gov. JB Pritzker is making free college a priority in his second term. Tuition is driven up by pension costs, which Pritzker routinely ignores.
gov. JB Pritzker is making affordable college a priority in his second term, but so far he’s ignored the surest way to ensure it can happen: pension reform.
“It’s also our obligation to make college more affordable by removing financial barriers. That’s why we need to bring down the cost of higher education. Since I took office, we’ve increased scholarships by more than 50%. Now let’s focus on making tuition free for every working-class family,” Pritzker said.
The biggest barrier to affordable college in Illinois is pensions. Rising pension costs push up Illinois tuition, forcing students to pay the difference.
It’s why Illinois has the fourth-highest in-state tuition and fees for public universities in the nation at $14,455 a year. Pritzker boasts increased scholarships, but scholarships are like a coupon: they help people but do nothing to change the price tag.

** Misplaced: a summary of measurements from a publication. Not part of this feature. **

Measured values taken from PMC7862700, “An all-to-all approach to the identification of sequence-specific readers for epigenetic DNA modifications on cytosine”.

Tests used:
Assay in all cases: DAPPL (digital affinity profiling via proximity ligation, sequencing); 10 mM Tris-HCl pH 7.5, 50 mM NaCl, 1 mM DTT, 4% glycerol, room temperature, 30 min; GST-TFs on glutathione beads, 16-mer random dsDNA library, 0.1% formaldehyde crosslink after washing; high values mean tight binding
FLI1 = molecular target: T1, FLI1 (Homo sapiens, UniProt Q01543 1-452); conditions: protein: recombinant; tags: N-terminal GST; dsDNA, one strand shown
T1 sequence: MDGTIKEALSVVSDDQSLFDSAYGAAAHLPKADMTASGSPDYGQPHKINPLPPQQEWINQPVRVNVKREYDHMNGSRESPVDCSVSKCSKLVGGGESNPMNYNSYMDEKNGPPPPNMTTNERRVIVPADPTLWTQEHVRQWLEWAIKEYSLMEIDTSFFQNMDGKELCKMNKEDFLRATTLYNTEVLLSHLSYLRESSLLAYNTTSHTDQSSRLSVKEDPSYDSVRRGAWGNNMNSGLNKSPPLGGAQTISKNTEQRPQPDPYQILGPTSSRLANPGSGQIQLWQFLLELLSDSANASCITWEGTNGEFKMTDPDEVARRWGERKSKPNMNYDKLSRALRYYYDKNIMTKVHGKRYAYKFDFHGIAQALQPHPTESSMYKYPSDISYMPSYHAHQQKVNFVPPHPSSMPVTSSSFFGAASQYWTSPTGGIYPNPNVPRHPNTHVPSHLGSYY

Other big states keep their universities affordable. Public colleges in California, New York, Texas and Florida all cost under $9,000 a year for residents.
In a candidate questionnaire with the Chicago Sun-Times, Pritzker opposed pension reform.
“Many Illinoisans spend their entire careers contributing money to a pension fund with a promise they’ll get that money back. I firmly believe that’s a promise that can’t be broken,” Pritzker wrote in his response.
Promises are important, but much of the problem is because Illinois politicians broke the system by over-promising pensions and asking workers to contribute too little. The typical state university pensioner contributed $62,460 during working years and received an average lifetime pension payment of $1.2 million as of 2019.
So Pritzker cannot promise working families affordable college unless he embraces pension reform.
A “hold harmless” pension reform developed by the Illinois Policy Institute would tie all pension cost-of-living adjustments to inflation rather than a fixed rate of annual growth, saving more than $2.4 billion in the first year alone. It would also increase required government contributions to fund 100% of promised pensions rather than the current 90% target.